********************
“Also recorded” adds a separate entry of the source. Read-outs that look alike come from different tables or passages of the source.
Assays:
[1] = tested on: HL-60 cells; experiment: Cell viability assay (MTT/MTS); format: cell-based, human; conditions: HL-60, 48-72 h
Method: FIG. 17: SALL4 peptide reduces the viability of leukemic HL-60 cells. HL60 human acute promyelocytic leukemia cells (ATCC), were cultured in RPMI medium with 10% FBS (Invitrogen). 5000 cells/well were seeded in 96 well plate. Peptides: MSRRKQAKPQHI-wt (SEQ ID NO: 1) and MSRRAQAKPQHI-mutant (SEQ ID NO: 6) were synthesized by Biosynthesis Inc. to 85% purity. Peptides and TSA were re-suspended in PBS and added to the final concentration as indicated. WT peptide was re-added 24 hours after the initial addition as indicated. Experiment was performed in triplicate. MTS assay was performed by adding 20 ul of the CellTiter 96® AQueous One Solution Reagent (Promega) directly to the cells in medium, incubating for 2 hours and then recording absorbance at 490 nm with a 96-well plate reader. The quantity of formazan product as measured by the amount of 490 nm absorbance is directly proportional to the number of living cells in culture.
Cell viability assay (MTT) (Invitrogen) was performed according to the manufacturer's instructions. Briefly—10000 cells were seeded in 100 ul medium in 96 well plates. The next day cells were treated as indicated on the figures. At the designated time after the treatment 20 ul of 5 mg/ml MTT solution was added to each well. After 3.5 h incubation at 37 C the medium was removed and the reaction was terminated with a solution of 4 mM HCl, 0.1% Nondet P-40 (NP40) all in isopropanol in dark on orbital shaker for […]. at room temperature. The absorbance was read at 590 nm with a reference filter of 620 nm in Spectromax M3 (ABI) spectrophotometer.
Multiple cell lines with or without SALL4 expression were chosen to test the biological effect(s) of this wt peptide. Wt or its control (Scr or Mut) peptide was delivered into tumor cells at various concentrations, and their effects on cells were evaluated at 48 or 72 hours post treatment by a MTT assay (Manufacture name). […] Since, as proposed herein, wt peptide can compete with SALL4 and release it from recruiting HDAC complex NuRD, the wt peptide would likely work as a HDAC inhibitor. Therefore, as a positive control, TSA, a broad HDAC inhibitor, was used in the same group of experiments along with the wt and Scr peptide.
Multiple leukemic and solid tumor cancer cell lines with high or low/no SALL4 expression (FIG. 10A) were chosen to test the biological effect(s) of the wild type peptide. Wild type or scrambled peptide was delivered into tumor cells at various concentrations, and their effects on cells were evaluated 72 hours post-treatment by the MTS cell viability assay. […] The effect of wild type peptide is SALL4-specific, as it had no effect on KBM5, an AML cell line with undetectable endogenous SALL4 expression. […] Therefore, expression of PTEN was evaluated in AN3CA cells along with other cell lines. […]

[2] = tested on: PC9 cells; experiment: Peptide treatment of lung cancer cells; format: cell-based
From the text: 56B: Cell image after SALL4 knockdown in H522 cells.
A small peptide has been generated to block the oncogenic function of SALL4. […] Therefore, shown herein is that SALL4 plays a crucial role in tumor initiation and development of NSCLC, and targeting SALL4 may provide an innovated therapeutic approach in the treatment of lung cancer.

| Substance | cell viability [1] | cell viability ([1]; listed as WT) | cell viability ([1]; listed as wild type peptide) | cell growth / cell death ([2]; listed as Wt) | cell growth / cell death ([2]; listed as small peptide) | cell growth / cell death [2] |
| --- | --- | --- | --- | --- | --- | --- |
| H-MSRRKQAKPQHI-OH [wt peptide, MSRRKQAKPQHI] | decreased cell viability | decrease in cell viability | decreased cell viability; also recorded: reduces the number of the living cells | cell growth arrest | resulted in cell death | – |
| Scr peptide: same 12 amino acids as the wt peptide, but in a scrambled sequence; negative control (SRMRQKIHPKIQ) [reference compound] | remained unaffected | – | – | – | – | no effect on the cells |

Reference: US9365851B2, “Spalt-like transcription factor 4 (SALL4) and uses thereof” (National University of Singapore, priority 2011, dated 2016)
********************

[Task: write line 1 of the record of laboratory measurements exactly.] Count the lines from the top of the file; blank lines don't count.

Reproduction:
“Also recorded” adds a separate entry of the source. Read-outs that look alike come from different tables or passages of the source.